Predict, Not Just Respond

Are you ready for Christmas?

Christmas Shopping

I am sure you are very familiar with the shopping extravaganza during the holiday season with all the promotions, discounts and attractive prices. It is predictable to the extent that companies rely on past experience to ensure the right amount of inventory is available where and when needed. But this requires more than just a statistical analysis and regression formulation to predict expected demand. It has a lot to do with social behavior of the buyers and how they react to changing prices as well as many other factors. Do they buy a month in advance or 1 day in advance? Are they waiting for more price drops until the last minute or they just want to buy and get it over with? What are the best days to have promotions, how many days in advance of Christmas day? On a week day or weekend? What is the role of the weather in customer behavior? How is it different in low income residential areas vs. higher income areas and are they inclined to buy on-line or walk into a store? There are plenty of other factors that we call “attributes” that are at play here and are not captured in a simple statistical analysis.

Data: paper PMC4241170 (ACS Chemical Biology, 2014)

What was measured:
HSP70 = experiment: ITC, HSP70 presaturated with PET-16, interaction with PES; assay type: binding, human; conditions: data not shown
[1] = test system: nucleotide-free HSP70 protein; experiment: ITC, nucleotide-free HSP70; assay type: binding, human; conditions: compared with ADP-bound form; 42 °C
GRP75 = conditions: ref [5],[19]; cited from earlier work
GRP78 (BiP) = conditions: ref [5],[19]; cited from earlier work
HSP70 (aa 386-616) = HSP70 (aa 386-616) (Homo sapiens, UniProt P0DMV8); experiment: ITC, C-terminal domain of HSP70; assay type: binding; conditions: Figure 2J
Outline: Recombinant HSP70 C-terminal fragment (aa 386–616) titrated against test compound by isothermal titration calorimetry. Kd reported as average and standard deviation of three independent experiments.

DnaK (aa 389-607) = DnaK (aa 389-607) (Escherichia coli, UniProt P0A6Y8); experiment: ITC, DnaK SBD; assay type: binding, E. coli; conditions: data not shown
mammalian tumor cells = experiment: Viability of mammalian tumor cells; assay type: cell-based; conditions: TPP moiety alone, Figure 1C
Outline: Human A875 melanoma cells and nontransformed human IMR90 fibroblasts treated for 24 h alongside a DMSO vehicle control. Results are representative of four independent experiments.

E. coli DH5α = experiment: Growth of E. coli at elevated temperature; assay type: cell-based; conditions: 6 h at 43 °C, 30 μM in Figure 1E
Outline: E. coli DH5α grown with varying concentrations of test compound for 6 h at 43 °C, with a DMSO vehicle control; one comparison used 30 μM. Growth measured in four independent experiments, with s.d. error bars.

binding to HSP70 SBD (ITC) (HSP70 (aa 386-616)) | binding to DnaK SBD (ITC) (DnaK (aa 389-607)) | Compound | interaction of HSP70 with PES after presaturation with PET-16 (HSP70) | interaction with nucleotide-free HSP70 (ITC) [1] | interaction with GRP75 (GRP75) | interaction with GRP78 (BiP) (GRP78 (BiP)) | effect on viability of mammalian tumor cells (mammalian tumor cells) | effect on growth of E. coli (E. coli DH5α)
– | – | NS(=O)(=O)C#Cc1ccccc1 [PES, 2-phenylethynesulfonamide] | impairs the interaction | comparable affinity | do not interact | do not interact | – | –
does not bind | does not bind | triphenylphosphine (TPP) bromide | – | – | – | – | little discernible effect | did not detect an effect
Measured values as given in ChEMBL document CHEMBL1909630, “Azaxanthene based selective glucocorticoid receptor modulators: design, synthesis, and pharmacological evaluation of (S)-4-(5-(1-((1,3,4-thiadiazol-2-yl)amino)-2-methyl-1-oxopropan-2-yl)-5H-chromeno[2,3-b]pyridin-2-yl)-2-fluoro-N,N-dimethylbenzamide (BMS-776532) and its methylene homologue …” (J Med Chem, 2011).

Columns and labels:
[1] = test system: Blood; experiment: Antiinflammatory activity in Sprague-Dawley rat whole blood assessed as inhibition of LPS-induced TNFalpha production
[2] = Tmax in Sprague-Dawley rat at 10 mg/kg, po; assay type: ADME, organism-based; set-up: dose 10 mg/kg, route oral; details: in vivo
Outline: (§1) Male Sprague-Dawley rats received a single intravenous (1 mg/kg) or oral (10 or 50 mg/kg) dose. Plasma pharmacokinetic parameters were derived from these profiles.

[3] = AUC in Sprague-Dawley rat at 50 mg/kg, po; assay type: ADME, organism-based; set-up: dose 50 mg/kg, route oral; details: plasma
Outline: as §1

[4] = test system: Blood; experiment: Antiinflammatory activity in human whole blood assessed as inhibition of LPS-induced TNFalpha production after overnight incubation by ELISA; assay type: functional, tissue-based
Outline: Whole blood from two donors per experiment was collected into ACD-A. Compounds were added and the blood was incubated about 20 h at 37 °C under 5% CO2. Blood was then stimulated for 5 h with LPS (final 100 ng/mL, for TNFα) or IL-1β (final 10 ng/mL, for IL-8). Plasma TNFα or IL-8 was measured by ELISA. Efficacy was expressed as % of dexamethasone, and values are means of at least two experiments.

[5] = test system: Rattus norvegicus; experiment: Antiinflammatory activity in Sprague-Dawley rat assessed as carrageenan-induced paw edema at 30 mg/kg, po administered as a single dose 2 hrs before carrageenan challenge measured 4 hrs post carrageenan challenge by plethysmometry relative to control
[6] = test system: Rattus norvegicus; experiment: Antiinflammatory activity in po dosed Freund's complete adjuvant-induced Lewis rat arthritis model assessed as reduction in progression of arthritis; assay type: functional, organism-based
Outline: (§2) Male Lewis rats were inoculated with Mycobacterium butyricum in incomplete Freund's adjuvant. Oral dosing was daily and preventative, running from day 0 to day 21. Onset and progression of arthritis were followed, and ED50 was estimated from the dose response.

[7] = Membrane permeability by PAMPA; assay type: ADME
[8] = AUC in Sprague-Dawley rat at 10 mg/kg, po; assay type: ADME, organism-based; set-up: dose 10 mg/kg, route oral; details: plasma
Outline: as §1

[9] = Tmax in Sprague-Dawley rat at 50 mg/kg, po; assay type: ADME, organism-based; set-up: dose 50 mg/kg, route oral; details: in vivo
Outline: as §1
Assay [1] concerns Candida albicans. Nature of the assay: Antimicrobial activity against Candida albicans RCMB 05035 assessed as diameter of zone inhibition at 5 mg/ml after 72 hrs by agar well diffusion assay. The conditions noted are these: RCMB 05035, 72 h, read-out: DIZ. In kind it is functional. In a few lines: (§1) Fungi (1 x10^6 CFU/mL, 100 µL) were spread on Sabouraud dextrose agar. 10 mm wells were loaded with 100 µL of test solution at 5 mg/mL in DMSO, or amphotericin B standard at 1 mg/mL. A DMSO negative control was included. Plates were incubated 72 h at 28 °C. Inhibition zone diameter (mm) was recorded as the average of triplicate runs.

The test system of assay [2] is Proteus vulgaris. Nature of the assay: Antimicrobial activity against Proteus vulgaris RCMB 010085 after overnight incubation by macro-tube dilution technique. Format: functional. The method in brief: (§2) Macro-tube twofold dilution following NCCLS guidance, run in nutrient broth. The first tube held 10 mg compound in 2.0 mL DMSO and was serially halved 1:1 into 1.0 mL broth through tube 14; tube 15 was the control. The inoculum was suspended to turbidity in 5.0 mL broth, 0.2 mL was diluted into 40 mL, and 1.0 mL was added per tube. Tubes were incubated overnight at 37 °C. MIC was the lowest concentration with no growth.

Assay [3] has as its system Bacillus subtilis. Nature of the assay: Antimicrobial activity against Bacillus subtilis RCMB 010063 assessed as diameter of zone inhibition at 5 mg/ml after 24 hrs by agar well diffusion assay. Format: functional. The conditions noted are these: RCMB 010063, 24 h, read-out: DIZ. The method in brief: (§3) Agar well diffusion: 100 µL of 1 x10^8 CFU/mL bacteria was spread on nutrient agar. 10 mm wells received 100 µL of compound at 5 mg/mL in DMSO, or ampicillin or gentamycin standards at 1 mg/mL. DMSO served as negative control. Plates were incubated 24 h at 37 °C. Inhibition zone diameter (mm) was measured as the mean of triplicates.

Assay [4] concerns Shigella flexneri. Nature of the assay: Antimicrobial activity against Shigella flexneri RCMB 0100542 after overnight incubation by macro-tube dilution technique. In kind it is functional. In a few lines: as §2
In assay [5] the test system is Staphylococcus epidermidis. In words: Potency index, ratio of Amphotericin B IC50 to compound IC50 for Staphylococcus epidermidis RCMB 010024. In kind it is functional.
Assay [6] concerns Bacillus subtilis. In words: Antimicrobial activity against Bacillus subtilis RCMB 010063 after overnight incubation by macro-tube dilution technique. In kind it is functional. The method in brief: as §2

Applying machine learning techniques however can lend much more accurate results. ML can deal with hundreds of different influencing factors and conclude relationships that may be hidden to us and their relevance on the outcome that we are looking for. Humans do this all the time. A simple example is if we have a headache a pain killer generally helps. This is based on past observations and experiences. However, the cause we may not be aware of. It could be air pollution. The latter is not obvious to most of us. With enough data, a ML algorithm can relate the two as cause and effect. Traditional demand planning solutions are very limited in terms of the dimensions that they consider. Using ML technology, the limits are almost endless. Happy shopping and happy holidays to all.



Leave a comment